What a way to start the epic Guzzling Grapes challenge! Riesling is the greatest grape ever to be planted on this earth. There, I said it, straightforward. I don’t want to sugar-coat with words like probably, one of the, amongst the, etc. I simply have confidence with this one. You don’t have anything to eat with your wine? No problem, grab a Riesling. You want a crunching refreshment for the summer? No problem, grab a Riesling. You want to pair it with arugula salad, jalapeno peppers or apple tart? No problem, man, grab a Riesling.
Before I go on with all the pros (the cons are kept to a minimum), let’s get one thing straight. Riesling is not an essentially sweet wine. Yes, some of the German specimens can have a bit of residual sugar, but that’s ok. Now, I don’t want to switch the blame over to the Americans, but in my eight years of experience working with wine, the “I don’t like Riesling ‘cause it’s too sweet” phrase echoed solely from Team USA. So, let me take you on a journey far beyond the sweetness, to a place where acid meets sugar meets minerality, forming a liquid like nothing else you’ve tried in the course of your drinking days.
You do not need a diehard toasted oak barrel supplied with juice from a grape that starts with “chard” and ends with “nay” to have a great wine. You only need the equation: acid + minerality + sugar = balance. This equation can further have a sweet version, an off-dry one or even something bone-dry, but if you automatically dislike a wine just because it is sweet, then you’re missing the point. Remember, acid is your friend, and together with harmony and delicacy it has the ability to create divine juice that can age for a century. But clarity and purity coming from regions and winemakers will only go so far. Emotions aside, the market calls the shots for every single bottle (or box) of wine it possesses. Once more expensive than top-notch clarets, the Rieslings of today are constantly struggling to make it on the tables of consumers. Could this be because of endless name confusion with Laški Rizling/Welschriesling (Slovenia) which is totally unrelated to the grape I’m covering in this article or due to the flute-shaped bottles that give an impression of a cheap and overly sweet wine? We know that only time will tell, but on the other hand, this unfair brawl with reputation has opened up massive opportunities to taste some of the most perfect, well-balanced, utterly transcendent wines possible for a very good price.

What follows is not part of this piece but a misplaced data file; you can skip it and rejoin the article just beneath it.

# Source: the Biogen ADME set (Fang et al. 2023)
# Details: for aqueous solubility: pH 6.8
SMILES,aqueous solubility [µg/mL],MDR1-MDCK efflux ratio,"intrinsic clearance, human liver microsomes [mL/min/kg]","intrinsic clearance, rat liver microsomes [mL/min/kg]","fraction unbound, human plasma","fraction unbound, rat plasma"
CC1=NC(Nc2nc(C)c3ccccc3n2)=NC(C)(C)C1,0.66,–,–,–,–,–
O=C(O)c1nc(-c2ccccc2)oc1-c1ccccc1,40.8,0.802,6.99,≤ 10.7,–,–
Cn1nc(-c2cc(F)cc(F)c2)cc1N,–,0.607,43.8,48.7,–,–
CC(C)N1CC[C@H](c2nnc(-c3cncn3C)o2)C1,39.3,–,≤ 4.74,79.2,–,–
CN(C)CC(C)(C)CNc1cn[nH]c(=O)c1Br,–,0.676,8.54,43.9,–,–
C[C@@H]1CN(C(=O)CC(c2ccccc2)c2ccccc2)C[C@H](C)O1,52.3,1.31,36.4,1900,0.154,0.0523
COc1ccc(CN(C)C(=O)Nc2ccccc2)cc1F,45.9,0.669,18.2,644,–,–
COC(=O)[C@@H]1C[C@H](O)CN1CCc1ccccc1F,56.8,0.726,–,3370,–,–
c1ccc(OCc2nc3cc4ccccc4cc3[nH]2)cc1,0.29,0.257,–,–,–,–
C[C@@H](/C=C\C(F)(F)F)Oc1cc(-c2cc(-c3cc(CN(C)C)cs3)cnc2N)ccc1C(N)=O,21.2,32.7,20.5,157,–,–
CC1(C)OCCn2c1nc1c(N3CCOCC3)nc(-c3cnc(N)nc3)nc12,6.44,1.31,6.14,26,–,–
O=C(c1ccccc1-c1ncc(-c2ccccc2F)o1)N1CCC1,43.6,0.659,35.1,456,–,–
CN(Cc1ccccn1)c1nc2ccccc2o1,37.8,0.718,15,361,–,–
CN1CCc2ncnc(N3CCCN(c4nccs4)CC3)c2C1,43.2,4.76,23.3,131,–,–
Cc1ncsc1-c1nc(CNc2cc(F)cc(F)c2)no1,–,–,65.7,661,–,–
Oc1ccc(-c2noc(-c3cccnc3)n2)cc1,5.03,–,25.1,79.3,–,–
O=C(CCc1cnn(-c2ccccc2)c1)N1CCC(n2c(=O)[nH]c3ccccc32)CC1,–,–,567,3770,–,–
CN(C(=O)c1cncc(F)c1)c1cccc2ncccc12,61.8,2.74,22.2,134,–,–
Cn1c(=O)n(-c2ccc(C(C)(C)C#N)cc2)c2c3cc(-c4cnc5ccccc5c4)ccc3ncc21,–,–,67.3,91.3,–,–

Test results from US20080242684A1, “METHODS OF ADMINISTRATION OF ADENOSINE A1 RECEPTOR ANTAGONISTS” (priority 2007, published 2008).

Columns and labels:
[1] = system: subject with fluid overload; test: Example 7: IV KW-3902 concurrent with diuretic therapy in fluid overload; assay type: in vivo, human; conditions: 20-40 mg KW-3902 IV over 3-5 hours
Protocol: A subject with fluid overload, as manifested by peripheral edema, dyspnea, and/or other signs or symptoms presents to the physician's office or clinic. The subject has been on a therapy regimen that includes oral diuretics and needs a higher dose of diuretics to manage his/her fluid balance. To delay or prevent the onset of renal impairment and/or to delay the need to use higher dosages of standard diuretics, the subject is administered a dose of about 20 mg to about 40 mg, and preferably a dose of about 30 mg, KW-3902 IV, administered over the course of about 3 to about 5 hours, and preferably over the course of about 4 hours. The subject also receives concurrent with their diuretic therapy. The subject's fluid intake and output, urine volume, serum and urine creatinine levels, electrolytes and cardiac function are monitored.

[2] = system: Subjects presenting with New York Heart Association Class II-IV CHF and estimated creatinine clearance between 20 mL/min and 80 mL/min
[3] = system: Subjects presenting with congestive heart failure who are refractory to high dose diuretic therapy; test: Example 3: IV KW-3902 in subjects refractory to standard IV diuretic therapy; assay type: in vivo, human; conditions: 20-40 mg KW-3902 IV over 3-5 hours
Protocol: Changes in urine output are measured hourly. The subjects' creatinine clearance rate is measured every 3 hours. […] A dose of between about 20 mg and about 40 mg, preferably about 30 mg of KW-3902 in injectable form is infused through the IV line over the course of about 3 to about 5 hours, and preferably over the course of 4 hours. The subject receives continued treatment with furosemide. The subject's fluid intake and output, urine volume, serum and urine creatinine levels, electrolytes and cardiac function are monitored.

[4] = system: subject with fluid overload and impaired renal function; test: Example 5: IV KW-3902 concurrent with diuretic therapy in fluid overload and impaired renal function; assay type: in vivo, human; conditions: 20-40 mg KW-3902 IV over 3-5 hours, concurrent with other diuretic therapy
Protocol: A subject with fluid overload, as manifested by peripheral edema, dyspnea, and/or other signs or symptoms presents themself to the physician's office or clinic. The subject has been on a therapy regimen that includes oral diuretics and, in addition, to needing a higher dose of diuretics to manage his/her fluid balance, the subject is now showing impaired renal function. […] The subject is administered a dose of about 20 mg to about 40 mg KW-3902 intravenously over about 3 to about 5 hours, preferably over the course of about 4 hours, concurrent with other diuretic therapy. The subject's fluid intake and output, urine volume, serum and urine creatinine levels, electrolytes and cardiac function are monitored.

The reflection of terroir, the pristine mouthfeel, the flexibility for food pairings and the immense aging potential which gives way to unusual notes of petrol and wax are all things that should attract you to Riesling. Rudolf Steiner urged us to become aware of one’s humanity. By drinking Riesling, you strive towards becoming the best version of yourself. That said, I urge you to start tasting samples from the holy temples, Mosel and Alsace, where the ideally cool climate contributes to the natural trademark of the grape – the zingy acidity. If you want to go exploring, try wines from Clare Valley (Australia), Finger Lakes (New York), Nelson (New Zealand), Niagara (Ontario) and Wachau (Austria). Below are my tasting notes followed by subjective scores to help you get a better idea of the diversity of regions and terroirs in which this grape succeeds.
Mount Horrocks Riesling Watervale 2015
Clare Valley, Australia
Pale lemon green. Aromas of citrus/green fruit bathing in a pool of minerality. Dry, medium (+) acidity and medium alcohol. Tones of citrus fruit and green tea highlighted on the palate. Medium body with a long, refreshing aftertaste. Nice, everyday version of an Australian Riesling – lacking complexity, but has an excellent balanced structure.
GN score: 89/100
Average price: 17 EUR
Axel Pauly Riesling Purist Kabinett 2014
Pale lemon. Medium nose with notes of stone fruit (peach, apricot, nectarine), lime zest and steely undertones. Dry with a luscious oily texture backed up by strong acidity and medium (-) alcohol. Fruit missing on the mid-palate, but comes back in the aftertaste which is wrapped up by the trademark of the wine and variety – the grand acidity. An awesome example of what Mosel and tradition can do. The wine is a Kabinett, meaning that it was harvested slightly later in the season, resulting in riper fruit (more sugar) and a fuller palate.
GN score: 87/100
Average price: 15 EUR
Bolfan Eco Riesling 2012
Now for something from the middle ground – an aged Riesling from Zlatar, Croatia. Golden yellow color, showing immediate signs of bottle aging. Strong kerosene nose, followed by tones of ripe nectarine, yellow apple and citrus fruit. Dry and elegant in the mouth. Medium (+) acidity, low alcohol and luscious fruit character. Misses strength on the mid palate and kind of waters down approaching the finish. Lacks complexity and structure for further aging.
GN score: 85/100
Average price: 15 EUR
Written by Aleksandar Draganić.
I’m a WSET certified grape juice drinker, and yes, I’m that 1% of people that love their job. I drink wine, write about it, preach about it, even take pictures of it. Find me at @grapenomad